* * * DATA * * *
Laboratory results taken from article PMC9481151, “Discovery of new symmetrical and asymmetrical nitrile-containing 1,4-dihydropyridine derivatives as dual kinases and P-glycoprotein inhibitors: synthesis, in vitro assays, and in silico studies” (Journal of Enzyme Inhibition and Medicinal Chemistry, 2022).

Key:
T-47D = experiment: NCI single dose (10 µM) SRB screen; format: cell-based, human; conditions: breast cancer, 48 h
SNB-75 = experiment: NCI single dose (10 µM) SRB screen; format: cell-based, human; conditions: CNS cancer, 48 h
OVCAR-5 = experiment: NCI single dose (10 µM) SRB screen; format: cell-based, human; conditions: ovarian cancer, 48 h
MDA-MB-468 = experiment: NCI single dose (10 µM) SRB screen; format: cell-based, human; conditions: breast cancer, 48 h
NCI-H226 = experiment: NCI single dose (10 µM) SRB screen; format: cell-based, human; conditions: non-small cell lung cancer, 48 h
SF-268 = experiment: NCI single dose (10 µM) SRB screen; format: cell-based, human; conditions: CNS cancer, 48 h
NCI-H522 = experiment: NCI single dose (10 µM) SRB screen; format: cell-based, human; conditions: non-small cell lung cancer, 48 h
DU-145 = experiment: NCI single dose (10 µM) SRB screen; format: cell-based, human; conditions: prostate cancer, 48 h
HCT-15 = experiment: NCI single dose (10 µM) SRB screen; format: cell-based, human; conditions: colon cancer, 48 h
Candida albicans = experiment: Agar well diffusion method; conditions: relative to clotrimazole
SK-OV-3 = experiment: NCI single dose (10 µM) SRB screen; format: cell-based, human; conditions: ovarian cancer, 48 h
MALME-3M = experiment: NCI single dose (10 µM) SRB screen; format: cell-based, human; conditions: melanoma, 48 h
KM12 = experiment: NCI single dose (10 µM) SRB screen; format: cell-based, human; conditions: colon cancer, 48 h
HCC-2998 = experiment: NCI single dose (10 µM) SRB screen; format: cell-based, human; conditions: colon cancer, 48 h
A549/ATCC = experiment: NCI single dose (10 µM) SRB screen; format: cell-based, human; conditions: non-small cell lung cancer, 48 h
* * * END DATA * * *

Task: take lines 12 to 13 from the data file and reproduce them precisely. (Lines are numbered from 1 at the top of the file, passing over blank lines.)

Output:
Candida albicans = experiment: Agar well diffusion method; conditions: relative to clotrimazole
SK-OV-3 = experiment: NCI single dose (10 µM) SRB screen; format: cell-based, human; conditions: ovarian cancer, 48 h